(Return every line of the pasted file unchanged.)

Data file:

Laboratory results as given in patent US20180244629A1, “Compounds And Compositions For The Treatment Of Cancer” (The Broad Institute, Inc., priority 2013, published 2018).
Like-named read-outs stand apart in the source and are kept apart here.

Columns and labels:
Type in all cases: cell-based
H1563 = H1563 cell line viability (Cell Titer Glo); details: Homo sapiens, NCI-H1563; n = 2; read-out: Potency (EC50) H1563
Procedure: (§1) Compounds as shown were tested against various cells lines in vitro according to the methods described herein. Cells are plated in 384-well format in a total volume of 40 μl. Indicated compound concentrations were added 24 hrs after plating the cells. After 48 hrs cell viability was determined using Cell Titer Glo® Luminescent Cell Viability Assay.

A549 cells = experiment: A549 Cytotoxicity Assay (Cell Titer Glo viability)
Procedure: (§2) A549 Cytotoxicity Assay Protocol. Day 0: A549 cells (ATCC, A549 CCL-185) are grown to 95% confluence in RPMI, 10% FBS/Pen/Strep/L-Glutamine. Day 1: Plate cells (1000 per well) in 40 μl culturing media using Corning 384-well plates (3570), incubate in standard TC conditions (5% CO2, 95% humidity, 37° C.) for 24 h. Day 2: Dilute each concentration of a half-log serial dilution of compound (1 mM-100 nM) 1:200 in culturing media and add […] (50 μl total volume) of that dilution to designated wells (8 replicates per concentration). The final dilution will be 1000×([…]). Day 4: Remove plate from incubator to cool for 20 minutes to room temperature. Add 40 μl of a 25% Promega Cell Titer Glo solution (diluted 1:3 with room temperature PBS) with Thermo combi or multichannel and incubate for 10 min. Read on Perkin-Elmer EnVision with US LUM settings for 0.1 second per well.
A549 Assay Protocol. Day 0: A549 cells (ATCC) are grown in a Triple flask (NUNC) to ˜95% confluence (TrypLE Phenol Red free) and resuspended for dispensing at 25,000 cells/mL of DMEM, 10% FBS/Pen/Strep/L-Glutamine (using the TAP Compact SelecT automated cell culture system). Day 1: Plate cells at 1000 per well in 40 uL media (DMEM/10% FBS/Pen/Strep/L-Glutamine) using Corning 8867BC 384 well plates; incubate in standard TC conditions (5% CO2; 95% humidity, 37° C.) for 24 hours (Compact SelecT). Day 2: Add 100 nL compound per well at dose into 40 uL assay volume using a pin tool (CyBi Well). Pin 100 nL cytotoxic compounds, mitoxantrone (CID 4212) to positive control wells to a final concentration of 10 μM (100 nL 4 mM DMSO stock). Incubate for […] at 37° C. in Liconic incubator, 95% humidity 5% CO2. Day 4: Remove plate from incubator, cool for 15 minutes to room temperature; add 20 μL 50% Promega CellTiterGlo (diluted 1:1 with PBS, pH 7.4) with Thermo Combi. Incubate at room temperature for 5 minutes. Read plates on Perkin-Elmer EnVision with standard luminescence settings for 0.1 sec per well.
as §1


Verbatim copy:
Laboratory results as given in patent US20180244629A1, “Compounds And Compositions For The Treatment Of Cancer” (The Broad Institute, Inc., priority 2013, published 2018).
Like-named read-outs stand apart in the source and are kept apart here.

Columns and labels:
Type in all cases: cell-based
H1563 = H1563 cell line viability (Cell Titer Glo); details: Homo sapiens, NCI-H1563; n = 2; read-out: Potency (EC50) H1563
Procedure: (§1) Compounds as shown were tested against various cells lines in vitro according to the methods described herein. Cells are plated in 384-well format in a total volume of 40 μl. Indicated compound concentrations were added 24 hrs after plating the cells. After 48 hrs cell viability was determined using Cell Titer Glo® Luminescent Cell Viability Assay.

A549 cells = experiment: A549 Cytotoxicity Assay (Cell Titer Glo viability)
Procedure: (§2) A549 Cytotoxicity Assay Protocol. Day 0: A549 cells (ATCC, A549 CCL-185) are grown to 95% confluence in RPMI, 10% FBS/Pen/Strep/L-Glutamine. Day 1: Plate cells (1000 per well) in 40 μl culturing media using Corning 384-well plates (3570), incubate in standard TC conditions (5% CO2, 95% humidity, 37° C.) for 24 h. Day 2: Dilute each concentration of a half-log serial dilution of compound (1 mM-100 nM) 1:200 in culturing media and add […] (50 μl total volume) of that dilution to designated wells (8 replicates per concentration). The final dilution will be 1000×([…]). Day 4: Remove plate from incubator to cool for 20 minutes to room temperature. Add 40 μl of a 25% Promega Cell Titer Glo solution (diluted 1:3 with room temperature PBS) with Thermo combi or multichannel and incubate for 10 min. Read on Perkin-Elmer EnVision with US LUM settings for 0.1 second per well.
A549 Assay Protocol. Day 0: A549 cells (ATCC) are grown in a Triple flask (NUNC) to ˜95% confluence (TrypLE Phenol Red free) and resuspended for dispensing at 25,000 cells/mL of DMEM, 10% FBS/Pen/Strep/L-Glutamine (using the TAP Compact SelecT automated cell culture system). Day 1: Plate cells at 1000 per well in 40 uL media (DMEM/10% FBS/Pen/Strep/L-Glutamine) using Corning 8867BC 384 well plates; incubate in standard TC conditions (5% CO2; 95% humidity, 37° C.) for 24 hours (Compact SelecT). Day 2: Add 100 nL compound per well at dose into 40 uL assay volume using a pin tool (CyBi Well). Pin 100 nL cytotoxic compounds, mitoxantrone (CID 4212) to positive control wells to a final concentration of 10 μM (100 nL 4 mM DMSO stock). Incubate for […] at 37° C. in Liconic incubator, 95% humidity 5% CO2. Day 4: Remove plate from incubator, cool for 15 minutes to room temperature; add 20 μL 50% Promega CellTiterGlo (diluted 1:1 with PBS, pH 7.4) with Thermo Combi. Incubate at room temperature for 5 minutes. Read plates on Perkin-Elmer EnVision with standard luminescence settings for 0.1 sec per well.
as §1